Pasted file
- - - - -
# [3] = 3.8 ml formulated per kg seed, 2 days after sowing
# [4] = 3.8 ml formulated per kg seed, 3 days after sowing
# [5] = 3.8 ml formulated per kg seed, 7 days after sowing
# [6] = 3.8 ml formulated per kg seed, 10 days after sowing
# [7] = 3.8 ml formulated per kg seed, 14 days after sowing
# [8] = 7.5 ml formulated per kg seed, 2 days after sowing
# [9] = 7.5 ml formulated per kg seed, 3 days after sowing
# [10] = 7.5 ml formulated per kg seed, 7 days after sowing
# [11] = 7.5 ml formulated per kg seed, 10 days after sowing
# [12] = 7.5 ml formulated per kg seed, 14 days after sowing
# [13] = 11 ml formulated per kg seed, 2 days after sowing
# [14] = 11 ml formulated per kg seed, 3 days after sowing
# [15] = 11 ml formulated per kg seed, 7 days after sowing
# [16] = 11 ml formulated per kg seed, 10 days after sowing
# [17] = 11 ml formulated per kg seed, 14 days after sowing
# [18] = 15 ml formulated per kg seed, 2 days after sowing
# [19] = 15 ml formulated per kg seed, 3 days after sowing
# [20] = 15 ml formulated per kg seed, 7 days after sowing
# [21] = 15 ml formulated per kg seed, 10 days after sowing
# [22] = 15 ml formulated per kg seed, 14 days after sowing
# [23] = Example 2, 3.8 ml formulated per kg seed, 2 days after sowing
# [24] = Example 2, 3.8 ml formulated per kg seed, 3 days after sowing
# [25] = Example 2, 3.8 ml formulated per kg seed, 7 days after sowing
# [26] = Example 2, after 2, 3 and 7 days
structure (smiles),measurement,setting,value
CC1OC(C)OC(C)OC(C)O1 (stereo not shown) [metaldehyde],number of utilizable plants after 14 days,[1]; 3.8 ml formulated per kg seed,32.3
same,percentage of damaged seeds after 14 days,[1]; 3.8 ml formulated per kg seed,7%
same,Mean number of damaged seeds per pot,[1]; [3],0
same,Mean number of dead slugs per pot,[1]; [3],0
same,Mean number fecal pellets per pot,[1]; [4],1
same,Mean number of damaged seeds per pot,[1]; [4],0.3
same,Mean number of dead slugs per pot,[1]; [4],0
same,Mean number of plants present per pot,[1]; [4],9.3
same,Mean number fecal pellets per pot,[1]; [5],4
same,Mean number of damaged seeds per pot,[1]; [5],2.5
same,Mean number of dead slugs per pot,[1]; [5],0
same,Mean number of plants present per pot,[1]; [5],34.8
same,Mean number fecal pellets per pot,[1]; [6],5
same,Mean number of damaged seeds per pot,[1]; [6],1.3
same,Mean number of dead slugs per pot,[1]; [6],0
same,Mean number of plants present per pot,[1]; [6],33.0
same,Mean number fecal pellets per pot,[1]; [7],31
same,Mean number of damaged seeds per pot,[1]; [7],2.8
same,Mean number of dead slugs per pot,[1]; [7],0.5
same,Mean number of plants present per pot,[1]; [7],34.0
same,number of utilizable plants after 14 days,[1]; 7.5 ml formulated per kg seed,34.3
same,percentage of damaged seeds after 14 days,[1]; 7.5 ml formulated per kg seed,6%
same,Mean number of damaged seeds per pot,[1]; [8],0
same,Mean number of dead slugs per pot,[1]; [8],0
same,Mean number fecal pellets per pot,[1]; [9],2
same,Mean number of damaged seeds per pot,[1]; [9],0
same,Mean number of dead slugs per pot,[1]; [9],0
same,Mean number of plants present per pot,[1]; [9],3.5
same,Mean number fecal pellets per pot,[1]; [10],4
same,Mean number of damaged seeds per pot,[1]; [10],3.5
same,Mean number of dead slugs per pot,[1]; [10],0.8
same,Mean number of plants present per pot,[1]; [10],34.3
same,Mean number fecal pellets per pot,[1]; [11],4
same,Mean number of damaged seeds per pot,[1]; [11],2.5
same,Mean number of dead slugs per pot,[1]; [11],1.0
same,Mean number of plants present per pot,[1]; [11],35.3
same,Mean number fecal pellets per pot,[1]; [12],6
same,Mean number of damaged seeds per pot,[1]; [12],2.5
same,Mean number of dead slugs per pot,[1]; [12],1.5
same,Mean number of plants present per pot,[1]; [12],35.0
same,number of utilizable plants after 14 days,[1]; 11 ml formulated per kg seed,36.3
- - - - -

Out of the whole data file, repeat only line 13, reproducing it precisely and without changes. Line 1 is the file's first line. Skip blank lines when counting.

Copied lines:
# [15] = 11 ml formulated per kg seed, 7 days after sowing